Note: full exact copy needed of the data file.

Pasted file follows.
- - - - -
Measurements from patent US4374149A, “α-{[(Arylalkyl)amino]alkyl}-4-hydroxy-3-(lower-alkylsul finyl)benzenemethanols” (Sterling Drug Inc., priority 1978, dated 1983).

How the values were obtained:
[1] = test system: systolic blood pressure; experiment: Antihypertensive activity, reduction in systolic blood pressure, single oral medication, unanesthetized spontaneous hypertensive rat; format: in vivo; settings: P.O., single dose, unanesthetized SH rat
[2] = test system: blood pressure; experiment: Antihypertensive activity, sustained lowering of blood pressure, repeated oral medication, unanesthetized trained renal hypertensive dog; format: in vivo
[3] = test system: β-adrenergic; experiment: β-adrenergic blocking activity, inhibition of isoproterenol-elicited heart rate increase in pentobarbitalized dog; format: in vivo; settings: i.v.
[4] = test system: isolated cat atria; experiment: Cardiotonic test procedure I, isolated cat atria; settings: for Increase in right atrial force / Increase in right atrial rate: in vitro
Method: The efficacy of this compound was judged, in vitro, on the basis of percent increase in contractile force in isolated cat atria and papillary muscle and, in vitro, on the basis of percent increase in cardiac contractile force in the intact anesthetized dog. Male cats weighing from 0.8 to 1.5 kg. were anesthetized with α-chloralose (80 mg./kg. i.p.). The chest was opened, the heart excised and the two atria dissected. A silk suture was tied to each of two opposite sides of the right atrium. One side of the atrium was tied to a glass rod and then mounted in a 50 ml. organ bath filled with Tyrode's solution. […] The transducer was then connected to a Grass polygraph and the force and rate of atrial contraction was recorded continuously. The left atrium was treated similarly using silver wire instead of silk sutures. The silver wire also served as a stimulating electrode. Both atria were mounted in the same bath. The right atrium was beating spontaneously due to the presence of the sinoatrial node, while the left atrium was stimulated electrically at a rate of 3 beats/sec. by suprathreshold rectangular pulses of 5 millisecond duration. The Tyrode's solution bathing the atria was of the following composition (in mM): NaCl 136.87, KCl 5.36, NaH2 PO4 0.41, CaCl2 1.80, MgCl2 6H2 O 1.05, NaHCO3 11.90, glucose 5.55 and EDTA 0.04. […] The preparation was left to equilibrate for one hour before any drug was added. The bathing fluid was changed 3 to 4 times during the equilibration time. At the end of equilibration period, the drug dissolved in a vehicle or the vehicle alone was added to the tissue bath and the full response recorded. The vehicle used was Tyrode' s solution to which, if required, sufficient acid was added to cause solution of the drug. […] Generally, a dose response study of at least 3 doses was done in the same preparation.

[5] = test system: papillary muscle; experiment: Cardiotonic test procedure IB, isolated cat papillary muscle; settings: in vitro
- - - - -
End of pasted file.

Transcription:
Measurements from patent US4374149A, “α-{[(Arylalkyl)amino]alkyl}-4-hydroxy-3-(lower-alkylsul finyl)benzenemethanols” (Sterling Drug Inc., priority 1978, dated 1983).

How the values were obtained:
[1] = test system: systolic blood pressure; experiment: Antihypertensive activity, reduction in systolic blood pressure, single oral medication, unanesthetized spontaneous hypertensive rat; format: in vivo; settings: P.O., single dose, unanesthetized SH rat
[2] = test system: blood pressure; experiment: Antihypertensive activity, sustained lowering of blood pressure, repeated oral medication, unanesthetized trained renal hypertensive dog; format: in vivo
[3] = test system: β-adrenergic; experiment: β-adrenergic blocking activity, inhibition of isoproterenol-elicited heart rate increase in pentobarbitalized dog; format: in vivo; settings: i.v.
[4] = test system: isolated cat atria; experiment: Cardiotonic test procedure I, isolated cat atria; settings: for Increase in right atrial force / Increase in right atrial rate: in vitro
Method: The efficacy of this compound was judged, in vitro, on the basis of percent increase in contractile force in isolated cat atria and papillary muscle and, in vitro, on the basis of percent increase in cardiac contractile force in the intact anesthetized dog. Male cats weighing from 0.8 to 1.5 kg. were anesthetized with α-chloralose (80 mg./kg. i.p.). The chest was opened, the heart excised and the two atria dissected. A silk suture was tied to each of two opposite sides of the right atrium. One side of the atrium was tied to a glass rod and then mounted in a 50 ml. organ bath filled with Tyrode's solution. […] The transducer was then connected to a Grass polygraph and the force and rate of atrial contraction was recorded continuously. The left atrium was treated similarly using silver wire instead of silk sutures. The silver wire also served as a stimulating electrode. Both atria were mounted in the same bath. The right atrium was beating spontaneously due to the presence of the sinoatrial node, while the left atrium was stimulated electrically at a rate of 3 beats/sec. by suprathreshold rectangular pulses of 5 millisecond duration. The Tyrode's solution bathing the atria was of the following composition (in mM): NaCl 136.87, KCl 5.36, NaH2 PO4 0.41, CaCl2 1.80, MgCl2 6H2 O 1.05, NaHCO3 11.90, glucose 5.55 and EDTA 0.04. […] The preparation was left to equilibrate for one hour before any drug was added. The bathing fluid was changed 3 to 4 times during the equilibration time. At the end of equilibration period, the drug dissolved in a vehicle or the vehicle alone was added to the tissue bath and the full response recorded. The vehicle used was Tyrode' s solution to which, if required, sufficient acid was added to cause solution of the drug. […] Generally, a dose response study of at least 3 doses was done in the same preparation.

[5] = test system: papillary muscle; experiment: Cardiotonic test procedure IB, isolated cat papillary muscle; settings: in vitro